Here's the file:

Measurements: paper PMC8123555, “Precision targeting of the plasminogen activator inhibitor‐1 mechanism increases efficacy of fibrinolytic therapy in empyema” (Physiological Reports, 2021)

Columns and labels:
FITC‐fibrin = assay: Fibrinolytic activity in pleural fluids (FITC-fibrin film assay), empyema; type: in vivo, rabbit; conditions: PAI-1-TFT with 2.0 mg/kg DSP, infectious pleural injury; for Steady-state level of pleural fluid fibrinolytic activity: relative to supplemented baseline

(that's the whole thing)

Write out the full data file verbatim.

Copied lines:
Measurements: paper PMC8123555, “Precision targeting of the plasminogen activator inhibitor‐1 mechanism increases efficacy of fibrinolytic therapy in empyema” (Physiological Reports, 2021)

Columns and labels:
FITC‐fibrin = assay: Fibrinolytic activity in pleural fluids (FITC-fibrin film assay), empyema; type: in vivo, rabbit; conditions: PAI-1-TFT with 2.0 mg/kg DSP, infectious pleural injury; for Steady-state level of pleural fluid fibrinolytic activity: relative to supplemented baseline